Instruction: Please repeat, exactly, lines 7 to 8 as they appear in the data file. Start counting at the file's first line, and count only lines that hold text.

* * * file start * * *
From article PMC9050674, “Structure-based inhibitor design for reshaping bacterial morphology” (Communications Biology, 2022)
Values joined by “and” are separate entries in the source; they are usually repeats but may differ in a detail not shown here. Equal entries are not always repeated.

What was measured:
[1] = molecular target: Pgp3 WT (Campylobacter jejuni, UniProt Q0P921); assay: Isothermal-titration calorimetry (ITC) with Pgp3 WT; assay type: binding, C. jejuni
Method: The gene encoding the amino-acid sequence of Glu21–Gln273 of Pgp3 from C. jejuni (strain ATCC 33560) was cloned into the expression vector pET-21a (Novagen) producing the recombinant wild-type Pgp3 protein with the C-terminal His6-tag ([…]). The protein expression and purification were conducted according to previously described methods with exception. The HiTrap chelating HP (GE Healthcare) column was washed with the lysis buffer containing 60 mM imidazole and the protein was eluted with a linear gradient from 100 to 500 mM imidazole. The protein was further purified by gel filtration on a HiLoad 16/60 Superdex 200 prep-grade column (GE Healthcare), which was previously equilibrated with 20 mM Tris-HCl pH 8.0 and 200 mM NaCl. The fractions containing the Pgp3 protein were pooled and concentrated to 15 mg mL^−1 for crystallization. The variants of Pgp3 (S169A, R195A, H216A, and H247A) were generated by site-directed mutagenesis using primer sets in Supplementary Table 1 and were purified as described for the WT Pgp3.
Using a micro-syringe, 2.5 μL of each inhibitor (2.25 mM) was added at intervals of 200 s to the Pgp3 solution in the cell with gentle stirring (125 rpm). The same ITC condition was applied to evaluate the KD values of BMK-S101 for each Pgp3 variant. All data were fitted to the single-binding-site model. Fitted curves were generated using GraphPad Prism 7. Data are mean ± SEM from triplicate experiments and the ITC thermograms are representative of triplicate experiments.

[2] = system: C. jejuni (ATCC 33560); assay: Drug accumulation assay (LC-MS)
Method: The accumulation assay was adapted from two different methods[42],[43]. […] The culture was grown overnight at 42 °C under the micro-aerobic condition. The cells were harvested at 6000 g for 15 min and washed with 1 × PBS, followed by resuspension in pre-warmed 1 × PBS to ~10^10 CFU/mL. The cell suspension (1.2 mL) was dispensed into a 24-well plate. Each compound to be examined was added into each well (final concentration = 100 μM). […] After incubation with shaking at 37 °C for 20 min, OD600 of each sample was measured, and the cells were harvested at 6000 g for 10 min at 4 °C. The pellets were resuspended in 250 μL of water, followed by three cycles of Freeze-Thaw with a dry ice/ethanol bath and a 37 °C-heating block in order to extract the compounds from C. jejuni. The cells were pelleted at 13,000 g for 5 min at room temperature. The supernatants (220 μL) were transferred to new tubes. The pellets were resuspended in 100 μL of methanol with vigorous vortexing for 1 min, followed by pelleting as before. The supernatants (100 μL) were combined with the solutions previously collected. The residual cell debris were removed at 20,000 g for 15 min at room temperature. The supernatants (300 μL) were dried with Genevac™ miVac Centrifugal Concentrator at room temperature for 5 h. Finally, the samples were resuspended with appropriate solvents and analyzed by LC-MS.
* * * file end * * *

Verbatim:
[2] = system: C. jejuni (ATCC 33560); assay: Drug accumulation assay (LC-MS)
Method: The accumulation assay was adapted from two different methods[42],[43]. […] The culture was grown overnight at 42 °C under the micro-aerobic condition. The cells were harvested at 6000 g for 15 min and washed with 1 × PBS, followed by resuspension in pre-warmed 1 × PBS to ~10^10 CFU/mL. The cell suspension (1.2 mL) was dispensed into a 24-well plate. Each compound to be examined was added into each well (final concentration = 100 μM). […] After incubation with shaking at 37 °C for 20 min, OD600 of each sample was measured, and the cells were harvested at 6000 g for 10 min at 4 °C. The pellets were resuspended in 250 μL of water, followed by three cycles of Freeze-Thaw with a dry ice/ethanol bath and a 37 °C-heating block in order to extract the compounds from C. jejuni. The cells were pelleted at 13,000 g for 5 min at room temperature. The supernatants (220 μL) were transferred to new tubes. The pellets were resuspended in 100 μL of methanol with vigorous vortexing for 1 min, followed by pelleting as before. The supernatants (100 μL) were combined with the solutions previously collected. The residual cell debris were removed at 20,000 g for 15 min at room temperature. The supernatants (300 μL) were dried with Genevac™ miVac Centrifugal Concentrator at room temperature for 5 h. Finally, the samples were resuspended with appropriate solvents and analyzed by LC-MS.